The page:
Niels Gregersen

EU grant for more powerful quantum computers

Thursday 12 Dec 19


Niels Gregersen
Professor, Group Leader
DTU Electro
+45 45 25 37 89

About ERC Consolidator Grants

ERC Consolidator Grants are awarded to outstanding researchers of any nationality and age, with at least seven and up to twelve years of experience after PhD, and a scientific track record showing great promise.

Research must be conducted in a public or private research organization located in one of the EU Member States or Associated Countries.

The funding (maximum of EUR 2 million per grant) is provided for up to five years and mostly covers the employment of researchers and other staff to consolidate the grantees’ teams.

This year, 301 researchers from all over the world have received a total of EUR 600 million in connection with the awarding of ERC’s Consolidator Grants. 

More information.

Associate Professor Niels Gregersen from DTU Fotonik receives one of the coveted ERC Consolidator Grants from The European Research Council (ERC) for the development of a prototype light source for optical quantum computers.

For the next five years, Niels Gregersenv— backed by the grant of approx. DKK 15 million — will work to increase the power of quantum computers in order to, e.g., analyse the molecular composition of new drugs. A challenge that modern computing power is nowhere near being able to cope with.

“Broadly speaking, when you develop new drugs today, you mix together different things without knowing exactly how they work. You assume they work in a certain way, of course, but you have to go through 10-15 years of trial-and-error processes to find out how a patient responds to the drug. And that’s expensive,” says Niels Gregersen and continues:

“If instead you could calculate how each molecule reacts with the cells in the body, for example, you wouldn’t need such a long development process. The problem is that traditional computers — no matter their size — are not suitable for solving such quantum-mechanical calculations, by virtue of their architecture. It would take thousands of years.”

Niels Gregersen’s ambition is to develop an optical quantum computer. Instead of the traditional computers’ bits, the information in a quantum computer is encoded as quantum bits, or ’qubits’. A bit is either 1 or 0, whereas a qubit can be in a so-called ’super position’ and be both 1 and 0 at the same time. In an optical quantum computer, individual photons from a light source carry the information by means of their polarization (the point of direction of their electrical field).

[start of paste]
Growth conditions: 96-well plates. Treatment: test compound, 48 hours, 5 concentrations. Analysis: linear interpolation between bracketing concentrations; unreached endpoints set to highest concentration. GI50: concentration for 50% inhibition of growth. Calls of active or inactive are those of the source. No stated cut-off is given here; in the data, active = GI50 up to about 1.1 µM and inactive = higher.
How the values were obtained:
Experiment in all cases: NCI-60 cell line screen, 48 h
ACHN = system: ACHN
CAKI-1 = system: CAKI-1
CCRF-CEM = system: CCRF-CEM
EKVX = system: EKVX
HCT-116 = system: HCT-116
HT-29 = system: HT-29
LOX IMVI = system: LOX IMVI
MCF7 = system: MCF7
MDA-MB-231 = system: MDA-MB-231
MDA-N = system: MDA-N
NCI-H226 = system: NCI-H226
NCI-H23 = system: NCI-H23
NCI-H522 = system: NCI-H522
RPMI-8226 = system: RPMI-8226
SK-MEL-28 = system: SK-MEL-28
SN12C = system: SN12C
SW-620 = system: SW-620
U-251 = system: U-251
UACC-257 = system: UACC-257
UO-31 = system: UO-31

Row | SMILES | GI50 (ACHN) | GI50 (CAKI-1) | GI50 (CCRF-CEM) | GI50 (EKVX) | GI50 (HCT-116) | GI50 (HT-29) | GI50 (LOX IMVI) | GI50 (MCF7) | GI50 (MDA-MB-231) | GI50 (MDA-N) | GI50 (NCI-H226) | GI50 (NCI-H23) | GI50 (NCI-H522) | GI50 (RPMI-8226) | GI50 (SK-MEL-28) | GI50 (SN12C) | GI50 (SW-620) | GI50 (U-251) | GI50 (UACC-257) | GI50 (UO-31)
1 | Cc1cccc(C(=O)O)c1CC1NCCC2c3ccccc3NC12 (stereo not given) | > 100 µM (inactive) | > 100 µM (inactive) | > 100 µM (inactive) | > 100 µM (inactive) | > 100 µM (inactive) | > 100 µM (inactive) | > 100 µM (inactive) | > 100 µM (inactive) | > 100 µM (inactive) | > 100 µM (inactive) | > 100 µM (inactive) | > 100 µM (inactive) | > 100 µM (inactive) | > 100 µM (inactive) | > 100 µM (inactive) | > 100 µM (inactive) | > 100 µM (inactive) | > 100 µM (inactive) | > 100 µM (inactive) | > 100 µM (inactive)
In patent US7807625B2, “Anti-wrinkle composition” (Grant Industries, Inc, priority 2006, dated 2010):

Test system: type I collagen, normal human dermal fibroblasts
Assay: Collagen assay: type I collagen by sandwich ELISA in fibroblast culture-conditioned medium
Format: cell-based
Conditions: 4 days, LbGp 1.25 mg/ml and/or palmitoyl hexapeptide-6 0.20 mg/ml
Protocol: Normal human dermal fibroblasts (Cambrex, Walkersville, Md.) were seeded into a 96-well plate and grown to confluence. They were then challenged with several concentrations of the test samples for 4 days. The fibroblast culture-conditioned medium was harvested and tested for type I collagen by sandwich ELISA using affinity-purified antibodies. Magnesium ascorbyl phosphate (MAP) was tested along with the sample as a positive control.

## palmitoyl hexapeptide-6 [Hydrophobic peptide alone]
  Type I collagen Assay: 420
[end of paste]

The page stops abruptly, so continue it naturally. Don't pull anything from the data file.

Once you acknowledge that individual photons can carry information, the optical quantum computer’s architecture is easier to understand: A light source transmits photons through some channels. The photons interact in the channels — these interactions are the calculations — and eventually end up at detectors that read the results.

However, large calculations require the individual photons that are emitted to be completely identical and with an identical polarization. Because if you polarize (or encode) nonidentical photons afterwards, errors will occur.  The light source is therefore the hot spot. And that is the key challenge in Niels Gregersen’s ERC project, because there is still no clear theory of how this should be done.

“What we don’t have is a light source that can emit single photons of sufficiently high quality and all pointing in the same direction. I have a plausible theoretical idea of how it can be done, but — and this is something new to me — we must also develop a prototype of such a light source when those five years have passed,” he says and continues:

“The ultimate goal is to make a quantum computer with such good light sources that it will be strong enough to carry out, e.g., the incredibly complex calculations that can be used for developing new drugs. It is not enough that a quantum technology can work with three or five qubits. The technology must be able to scale up to thousands and tens of thousands qubits, otherwise it will never happen."

Niels Gregersen, European Research Council Consolidator Grant-recipient 2019:

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